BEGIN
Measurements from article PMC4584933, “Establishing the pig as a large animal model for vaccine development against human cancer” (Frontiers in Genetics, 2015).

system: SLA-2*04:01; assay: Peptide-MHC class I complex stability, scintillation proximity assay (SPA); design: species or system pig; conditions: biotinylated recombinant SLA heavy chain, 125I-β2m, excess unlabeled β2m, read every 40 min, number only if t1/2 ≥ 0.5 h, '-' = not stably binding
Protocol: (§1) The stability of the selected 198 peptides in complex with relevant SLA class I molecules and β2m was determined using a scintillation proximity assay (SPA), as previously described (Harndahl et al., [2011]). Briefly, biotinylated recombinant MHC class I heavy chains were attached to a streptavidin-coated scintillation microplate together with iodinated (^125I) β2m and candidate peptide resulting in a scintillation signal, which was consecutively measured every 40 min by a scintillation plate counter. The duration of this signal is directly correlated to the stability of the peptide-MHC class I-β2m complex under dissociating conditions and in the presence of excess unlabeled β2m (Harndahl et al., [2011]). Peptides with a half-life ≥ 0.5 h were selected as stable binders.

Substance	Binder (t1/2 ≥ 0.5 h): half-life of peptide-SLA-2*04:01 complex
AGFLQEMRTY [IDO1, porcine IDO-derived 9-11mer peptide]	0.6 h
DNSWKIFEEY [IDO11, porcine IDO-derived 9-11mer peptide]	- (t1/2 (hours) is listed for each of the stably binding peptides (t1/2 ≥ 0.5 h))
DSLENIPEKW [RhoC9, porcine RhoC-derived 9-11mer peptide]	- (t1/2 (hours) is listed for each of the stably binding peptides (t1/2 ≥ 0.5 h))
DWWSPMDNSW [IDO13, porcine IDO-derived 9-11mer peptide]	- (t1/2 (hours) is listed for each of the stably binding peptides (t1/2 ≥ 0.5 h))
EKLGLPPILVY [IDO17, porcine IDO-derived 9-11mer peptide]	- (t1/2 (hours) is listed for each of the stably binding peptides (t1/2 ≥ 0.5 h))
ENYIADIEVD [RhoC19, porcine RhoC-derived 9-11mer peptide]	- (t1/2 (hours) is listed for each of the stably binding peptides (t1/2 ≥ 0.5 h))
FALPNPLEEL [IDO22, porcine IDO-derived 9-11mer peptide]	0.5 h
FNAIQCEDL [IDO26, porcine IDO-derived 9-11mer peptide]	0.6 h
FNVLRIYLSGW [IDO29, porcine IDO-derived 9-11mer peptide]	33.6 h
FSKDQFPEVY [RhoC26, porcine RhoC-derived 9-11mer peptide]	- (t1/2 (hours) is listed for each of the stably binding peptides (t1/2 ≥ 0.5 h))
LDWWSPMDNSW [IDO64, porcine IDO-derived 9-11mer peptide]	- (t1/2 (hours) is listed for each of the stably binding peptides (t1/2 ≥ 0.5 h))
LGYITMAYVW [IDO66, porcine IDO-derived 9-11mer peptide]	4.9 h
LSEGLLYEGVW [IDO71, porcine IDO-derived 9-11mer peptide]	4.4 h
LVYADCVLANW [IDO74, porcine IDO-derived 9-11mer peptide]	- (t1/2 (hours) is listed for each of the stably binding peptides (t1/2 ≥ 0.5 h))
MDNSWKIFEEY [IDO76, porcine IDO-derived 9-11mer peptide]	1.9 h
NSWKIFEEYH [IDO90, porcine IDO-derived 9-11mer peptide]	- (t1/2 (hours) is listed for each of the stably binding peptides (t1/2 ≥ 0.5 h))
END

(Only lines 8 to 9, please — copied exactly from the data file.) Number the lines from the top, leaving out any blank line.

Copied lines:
DWWSPMDNSW [IDO13, porcine IDO-derived 9-11mer peptide]	- (t1/2 (hours) is listed for each of the stably binding peptides (t1/2 ≥ 0.5 h))
EKLGLPPILVY [IDO17, porcine IDO-derived 9-11mer peptide]	- (t1/2 (hours) is listed for each of the stably binding peptides (t1/2 ≥ 0.5 h))